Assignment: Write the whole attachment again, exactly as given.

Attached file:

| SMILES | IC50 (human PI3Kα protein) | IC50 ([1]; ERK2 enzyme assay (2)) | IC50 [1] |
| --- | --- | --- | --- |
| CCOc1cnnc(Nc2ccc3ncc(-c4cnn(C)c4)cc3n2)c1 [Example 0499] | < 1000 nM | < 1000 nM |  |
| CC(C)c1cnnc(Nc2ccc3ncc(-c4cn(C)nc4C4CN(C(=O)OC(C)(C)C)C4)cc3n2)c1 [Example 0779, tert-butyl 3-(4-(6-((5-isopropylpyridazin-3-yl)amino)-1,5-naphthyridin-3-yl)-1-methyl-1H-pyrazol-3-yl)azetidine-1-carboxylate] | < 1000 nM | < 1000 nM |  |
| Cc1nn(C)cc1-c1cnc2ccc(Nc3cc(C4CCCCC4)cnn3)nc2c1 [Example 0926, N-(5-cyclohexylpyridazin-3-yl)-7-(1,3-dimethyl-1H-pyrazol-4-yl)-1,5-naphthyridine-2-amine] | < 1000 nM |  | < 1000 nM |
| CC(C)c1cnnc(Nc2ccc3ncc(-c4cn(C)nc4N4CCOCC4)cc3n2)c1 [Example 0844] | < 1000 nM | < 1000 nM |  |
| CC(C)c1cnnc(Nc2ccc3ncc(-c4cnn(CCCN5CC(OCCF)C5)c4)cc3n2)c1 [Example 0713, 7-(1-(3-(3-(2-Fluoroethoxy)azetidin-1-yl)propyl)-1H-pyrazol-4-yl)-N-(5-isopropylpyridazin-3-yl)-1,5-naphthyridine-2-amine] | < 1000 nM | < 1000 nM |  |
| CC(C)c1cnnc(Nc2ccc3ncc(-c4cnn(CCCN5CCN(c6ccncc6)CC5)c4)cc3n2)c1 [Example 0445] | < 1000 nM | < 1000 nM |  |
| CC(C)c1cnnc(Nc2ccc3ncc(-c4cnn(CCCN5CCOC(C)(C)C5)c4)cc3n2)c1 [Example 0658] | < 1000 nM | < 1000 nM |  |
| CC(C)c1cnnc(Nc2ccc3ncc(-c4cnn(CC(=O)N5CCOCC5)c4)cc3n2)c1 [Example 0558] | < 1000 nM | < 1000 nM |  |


| SMILES | IC50 (human PI3Kα protein) | IC50 ([1]; ERK2 enzyme assay (2)) | IC50 [1] |
| --- | --- | --- | --- |
| CCOc1cnnc(Nc2ccc3ncc(-c4cnn(C)c4)cc3n2)c1 [Example 0499] | < 1000 nM | < 1000 nM |  |
| CC(C)c1cnnc(Nc2ccc3ncc(-c4cn(C)nc4C4CN(C(=O)OC(C)(C)C)C4)cc3n2)c1 [Example 0779, tert-butyl 3-(4-(6-((5-isopropylpyridazin-3-yl)amino)-1,5-naphthyridin-3-yl)-1-methyl-1H-pyrazol-3-yl)azetidine-1-carboxylate] | < 1000 nM | < 1000 nM |  |
| Cc1nn(C)cc1-c1cnc2ccc(Nc3cc(C4CCCCC4)cnn3)nc2c1 [Example 0926, N-(5-cyclohexylpyridazin-3-yl)-7-(1,3-dimethyl-1H-pyrazol-4-yl)-1,5-naphthyridine-2-amine] | < 1000 nM |  | < 1000 nM |
| CC(C)c1cnnc(Nc2ccc3ncc(-c4cn(C)nc4N4CCOCC4)cc3n2)c1 [Example 0844] | < 1000 nM | < 1000 nM |  |
| CC(C)c1cnnc(Nc2ccc3ncc(-c4cnn(CCCN5CC(OCCF)C5)c4)cc3n2)c1 [Example 0713, 7-(1-(3-(3-(2-Fluoroethoxy)azetidin-1-yl)propyl)-1H-pyrazol-4-yl)-N-(5-isopropylpyridazin-3-yl)-1,5-naphthyridine-2-amine] | < 1000 nM | < 1000 nM |  |
| CC(C)c1cnnc(Nc2ccc3ncc(-c4cnn(CCCN5CCN(c6ccncc6)CC5)c4)cc3n2)c1 [Example 0445] | < 1000 nM | < 1000 nM |  |
| CC(C)c1cnnc(Nc2ccc3ncc(-c4cnn(CCCN5CCOC(C)(C)C5)c4)cc3n2)c1 [Example 0658] | < 1000 nM | < 1000 nM |  |
| CC(C)c1cnnc(Nc2ccc3ncc(-c4cnn(CC(=O)N5CCOCC5)c4)cc3n2)c1 [Example 0558] | < 1000 nM | < 1000 nM |  |